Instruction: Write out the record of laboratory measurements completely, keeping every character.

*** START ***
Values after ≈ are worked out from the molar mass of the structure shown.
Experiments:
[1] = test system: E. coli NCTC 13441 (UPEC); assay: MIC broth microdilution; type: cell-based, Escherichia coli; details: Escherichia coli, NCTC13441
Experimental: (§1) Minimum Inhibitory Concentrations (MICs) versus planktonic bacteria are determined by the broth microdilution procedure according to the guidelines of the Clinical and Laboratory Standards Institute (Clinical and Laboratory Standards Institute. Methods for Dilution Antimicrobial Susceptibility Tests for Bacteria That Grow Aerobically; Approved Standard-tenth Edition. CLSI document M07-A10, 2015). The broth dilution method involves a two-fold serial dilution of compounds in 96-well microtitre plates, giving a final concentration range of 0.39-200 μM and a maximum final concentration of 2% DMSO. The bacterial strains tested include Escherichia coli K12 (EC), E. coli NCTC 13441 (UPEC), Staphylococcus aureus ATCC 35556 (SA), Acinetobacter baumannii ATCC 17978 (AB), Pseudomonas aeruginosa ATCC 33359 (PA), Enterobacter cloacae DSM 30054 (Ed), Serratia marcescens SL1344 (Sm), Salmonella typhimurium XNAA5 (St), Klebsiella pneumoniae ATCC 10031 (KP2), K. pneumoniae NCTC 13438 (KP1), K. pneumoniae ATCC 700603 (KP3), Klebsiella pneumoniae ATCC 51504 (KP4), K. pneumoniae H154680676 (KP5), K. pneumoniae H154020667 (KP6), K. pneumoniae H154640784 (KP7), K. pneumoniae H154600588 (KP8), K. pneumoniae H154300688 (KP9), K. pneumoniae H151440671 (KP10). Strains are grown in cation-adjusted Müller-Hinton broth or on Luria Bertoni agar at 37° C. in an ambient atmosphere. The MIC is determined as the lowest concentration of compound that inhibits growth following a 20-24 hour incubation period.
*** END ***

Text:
Values after ≈ are worked out from the molar mass of the structure shown.
Experiments:
[1] = test system: E. coli NCTC 13441 (UPEC); assay: MIC broth microdilution; type: cell-based, Escherichia coli; details: Escherichia coli, NCTC13441
Experimental: (§1) Minimum Inhibitory Concentrations (MICs) versus planktonic bacteria are determined by the broth microdilution procedure according to the guidelines of the Clinical and Laboratory Standards Institute (Clinical and Laboratory Standards Institute. Methods for Dilution Antimicrobial Susceptibility Tests for Bacteria That Grow Aerobically; Approved Standard-tenth Edition. CLSI document M07-A10, 2015). The broth dilution method involves a two-fold serial dilution of compounds in 96-well microtitre plates, giving a final concentration range of 0.39-200 μM and a maximum final concentration of 2% DMSO. The bacterial strains tested include Escherichia coli K12 (EC), E. coli NCTC 13441 (UPEC), Staphylococcus aureus ATCC 35556 (SA), Acinetobacter baumannii ATCC 17978 (AB), Pseudomonas aeruginosa ATCC 33359 (PA), Enterobacter cloacae DSM 30054 (Ed), Serratia marcescens SL1344 (Sm), Salmonella typhimurium XNAA5 (St), Klebsiella pneumoniae ATCC 10031 (KP2), K. pneumoniae NCTC 13438 (KP1), K. pneumoniae ATCC 700603 (KP3), Klebsiella pneumoniae ATCC 51504 (KP4), K. pneumoniae H154680676 (KP5), K. pneumoniae H154020667 (KP6), K. pneumoniae H154640784 (KP7), K. pneumoniae H154600588 (KP8), K. pneumoniae H154300688 (KP9), K. pneumoniae H151440671 (KP10). Strains are grown in cation-adjusted Müller-Hinton broth or on Luria Bertoni agar at 37° C. in an ambient atmosphere. The MIC is determined as the lowest concentration of compound that inhibits growth following a 20-24 hour incubation period.